These properties have contributed to the fact that a large number of dry mortar plants worldwide are operated with BHS machines. One of the most important sales markets is Southeast Asia. Dry mortar in Southeast Asia is often not only used as plaster for outdoor and indoor surfaces or as masonry mortar or screed, but rather especially for fine finishing plasters. In contrast to Germany, colored plasters are frequently used in Thailand, as are rough plasters, which have a particularly decorative structure and are coated without priming.The requirements for the fineness of these products and thus for the properties of the sand are equally extraordinary. Particularly high-grade products are manufactured especially in Thailand, where sand with a grain size between 90 and300 µm is used. Here, a grain with a diameter of half a millimeter is already considered a coarse grain.Crushing the rocks and sifting out the oversized grains is not sufficient to achieve the specified grading curve. The crushed rock must instead be selectively broken down into fractions and then put back together into a precisely defined grading curve in accordance with prescribed formulas.Rotor impact mills have particularly proven themselves here, since the properties of the discharged product can be precisely set by adjusting the circumferential speed of the rotor and the width of the annular gap. This makes it possible to produce sand with grading curves which precisely conform to the specification.Twelve BHS rotor impact mills are currently operating on the premises of Thailand’s leading dry mortar manufacturer, Siam Mortar, with ten more already having been delivered and set for commissioning in 2016. BHS delivered three additional machines for a project with another Thai manufacturer – also for dry mortar.Moreover, Siam Mortar is operating four BHS VSI rotor centrifugal crushers of type RSMX for the crushing of granite – also for the production of dry mortar sand. In brief, more than 30 BHS machines are operating in the dry mortar industry in Thailand.Philipp Parnitzke, BHS Area Sales Manager for Asia and the Pacific, explains the success in Thailand: “Our unique selling point is the fact that the rotor impact mills produce sand with cubical grain shape in finely graded fractions having precisely the grading curve required for dry mortar sand. It meets the requirements of our Thai customers exactly. Moreover, they can be serviced easily and quickly and exhibit little wear in proportion to their high production output.”The rotor impact mills from Sonthofen have become almost a standard in Thailand. This is proven, for example, by the fact that Siam Mortar awards contracts for new dry mortar plants to various plant constructors, but always insist on the BHS rotor impact mills in every single project.The crushing of the feed material can be selectively controlled by variation of the rotor’s circumferential speed on the one hand, and by changing the gap width between the rotor and the anvil ring on the other hand. The impact hammers can be adjusted with just a few hand movements.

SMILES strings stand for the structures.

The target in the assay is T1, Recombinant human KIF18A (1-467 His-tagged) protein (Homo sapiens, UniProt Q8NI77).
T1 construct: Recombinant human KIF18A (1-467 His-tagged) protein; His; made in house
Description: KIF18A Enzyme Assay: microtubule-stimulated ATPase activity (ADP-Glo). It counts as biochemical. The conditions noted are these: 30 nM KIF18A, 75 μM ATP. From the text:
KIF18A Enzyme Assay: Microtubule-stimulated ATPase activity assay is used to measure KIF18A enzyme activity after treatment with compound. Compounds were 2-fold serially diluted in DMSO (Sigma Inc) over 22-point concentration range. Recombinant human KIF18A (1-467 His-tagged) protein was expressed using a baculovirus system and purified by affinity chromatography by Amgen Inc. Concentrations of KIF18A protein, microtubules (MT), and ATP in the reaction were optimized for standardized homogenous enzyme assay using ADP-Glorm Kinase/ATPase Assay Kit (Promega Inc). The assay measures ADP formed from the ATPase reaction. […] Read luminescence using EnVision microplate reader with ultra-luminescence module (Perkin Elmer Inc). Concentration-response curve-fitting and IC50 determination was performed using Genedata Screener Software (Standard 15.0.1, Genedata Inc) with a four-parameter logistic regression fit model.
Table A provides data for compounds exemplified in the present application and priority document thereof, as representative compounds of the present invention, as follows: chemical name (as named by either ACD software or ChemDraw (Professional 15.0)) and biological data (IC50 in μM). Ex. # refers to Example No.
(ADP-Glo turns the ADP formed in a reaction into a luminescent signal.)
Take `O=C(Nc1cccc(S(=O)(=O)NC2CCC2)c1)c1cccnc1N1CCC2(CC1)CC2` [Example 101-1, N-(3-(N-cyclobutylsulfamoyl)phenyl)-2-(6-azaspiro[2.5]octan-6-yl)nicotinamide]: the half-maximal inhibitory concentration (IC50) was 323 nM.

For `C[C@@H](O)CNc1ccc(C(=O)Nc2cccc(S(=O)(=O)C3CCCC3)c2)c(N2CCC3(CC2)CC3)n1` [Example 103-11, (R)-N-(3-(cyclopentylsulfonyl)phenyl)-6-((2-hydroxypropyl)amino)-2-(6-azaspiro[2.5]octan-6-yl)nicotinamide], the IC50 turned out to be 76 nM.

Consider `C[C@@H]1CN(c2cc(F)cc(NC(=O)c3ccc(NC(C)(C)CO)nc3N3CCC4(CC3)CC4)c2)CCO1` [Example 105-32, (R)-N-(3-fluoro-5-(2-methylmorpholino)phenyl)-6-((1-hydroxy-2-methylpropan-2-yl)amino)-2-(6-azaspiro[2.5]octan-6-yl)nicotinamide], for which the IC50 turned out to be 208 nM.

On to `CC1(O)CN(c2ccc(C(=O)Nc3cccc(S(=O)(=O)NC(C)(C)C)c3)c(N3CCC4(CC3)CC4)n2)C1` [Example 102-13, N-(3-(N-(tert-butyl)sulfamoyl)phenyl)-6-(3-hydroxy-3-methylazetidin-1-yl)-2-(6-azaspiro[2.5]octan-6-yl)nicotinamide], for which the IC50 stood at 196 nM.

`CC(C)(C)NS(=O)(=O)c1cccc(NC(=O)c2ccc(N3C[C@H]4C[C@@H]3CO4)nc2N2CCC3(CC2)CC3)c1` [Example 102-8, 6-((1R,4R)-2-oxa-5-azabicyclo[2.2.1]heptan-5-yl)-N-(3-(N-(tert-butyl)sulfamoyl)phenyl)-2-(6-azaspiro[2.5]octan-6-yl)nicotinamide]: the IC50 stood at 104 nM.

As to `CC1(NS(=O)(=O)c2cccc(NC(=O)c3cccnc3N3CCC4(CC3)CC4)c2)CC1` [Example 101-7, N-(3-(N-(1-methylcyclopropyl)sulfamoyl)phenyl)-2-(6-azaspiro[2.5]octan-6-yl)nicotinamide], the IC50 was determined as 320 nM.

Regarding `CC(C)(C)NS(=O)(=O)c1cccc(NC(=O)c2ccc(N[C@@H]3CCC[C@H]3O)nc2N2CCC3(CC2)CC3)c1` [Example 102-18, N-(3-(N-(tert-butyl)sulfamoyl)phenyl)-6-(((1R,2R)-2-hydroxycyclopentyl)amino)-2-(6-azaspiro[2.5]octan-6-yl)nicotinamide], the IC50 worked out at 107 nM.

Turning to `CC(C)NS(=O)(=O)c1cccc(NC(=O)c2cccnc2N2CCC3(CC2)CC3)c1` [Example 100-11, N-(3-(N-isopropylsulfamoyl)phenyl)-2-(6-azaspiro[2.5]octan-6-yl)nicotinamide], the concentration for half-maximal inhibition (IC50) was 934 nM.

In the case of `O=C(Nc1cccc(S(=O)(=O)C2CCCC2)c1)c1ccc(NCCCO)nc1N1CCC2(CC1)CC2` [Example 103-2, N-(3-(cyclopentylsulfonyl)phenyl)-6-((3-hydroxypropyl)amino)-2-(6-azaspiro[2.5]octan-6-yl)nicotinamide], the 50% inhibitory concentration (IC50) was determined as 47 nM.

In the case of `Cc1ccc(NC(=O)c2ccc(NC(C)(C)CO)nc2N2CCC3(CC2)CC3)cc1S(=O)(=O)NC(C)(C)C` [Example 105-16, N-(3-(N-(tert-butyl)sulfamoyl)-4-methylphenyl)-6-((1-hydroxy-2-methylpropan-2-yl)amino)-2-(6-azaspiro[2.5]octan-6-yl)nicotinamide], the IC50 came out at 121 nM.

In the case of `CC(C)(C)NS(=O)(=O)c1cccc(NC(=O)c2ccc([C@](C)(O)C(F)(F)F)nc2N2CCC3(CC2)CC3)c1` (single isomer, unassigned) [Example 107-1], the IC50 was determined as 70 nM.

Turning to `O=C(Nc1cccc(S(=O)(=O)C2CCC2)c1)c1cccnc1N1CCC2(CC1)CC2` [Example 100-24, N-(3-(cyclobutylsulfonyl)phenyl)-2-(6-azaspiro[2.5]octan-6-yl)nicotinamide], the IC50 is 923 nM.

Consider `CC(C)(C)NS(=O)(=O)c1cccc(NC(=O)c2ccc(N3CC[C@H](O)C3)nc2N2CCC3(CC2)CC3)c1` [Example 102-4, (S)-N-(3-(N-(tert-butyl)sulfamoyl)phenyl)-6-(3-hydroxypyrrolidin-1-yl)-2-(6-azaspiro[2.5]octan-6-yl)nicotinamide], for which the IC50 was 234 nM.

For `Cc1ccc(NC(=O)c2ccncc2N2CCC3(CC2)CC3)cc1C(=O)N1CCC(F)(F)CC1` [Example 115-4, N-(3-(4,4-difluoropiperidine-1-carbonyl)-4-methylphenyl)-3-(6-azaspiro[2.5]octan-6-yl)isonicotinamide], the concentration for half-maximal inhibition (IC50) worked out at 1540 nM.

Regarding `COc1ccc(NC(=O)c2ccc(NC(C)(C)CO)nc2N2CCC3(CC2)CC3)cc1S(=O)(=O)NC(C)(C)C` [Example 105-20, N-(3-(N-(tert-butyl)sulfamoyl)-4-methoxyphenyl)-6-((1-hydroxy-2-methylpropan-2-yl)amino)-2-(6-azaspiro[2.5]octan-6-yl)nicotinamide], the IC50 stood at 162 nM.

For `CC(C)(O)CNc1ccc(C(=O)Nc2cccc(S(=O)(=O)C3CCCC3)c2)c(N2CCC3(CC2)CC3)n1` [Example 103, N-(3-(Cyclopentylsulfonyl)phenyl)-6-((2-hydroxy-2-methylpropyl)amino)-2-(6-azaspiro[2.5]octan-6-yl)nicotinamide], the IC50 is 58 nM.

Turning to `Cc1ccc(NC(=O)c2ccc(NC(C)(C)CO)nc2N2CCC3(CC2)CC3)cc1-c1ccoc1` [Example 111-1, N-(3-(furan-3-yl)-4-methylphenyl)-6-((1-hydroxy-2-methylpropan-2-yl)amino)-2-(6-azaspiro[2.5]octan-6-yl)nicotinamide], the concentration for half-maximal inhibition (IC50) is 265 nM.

|About the Authors
|Roland SchmidBHS-Sonthofen, Germany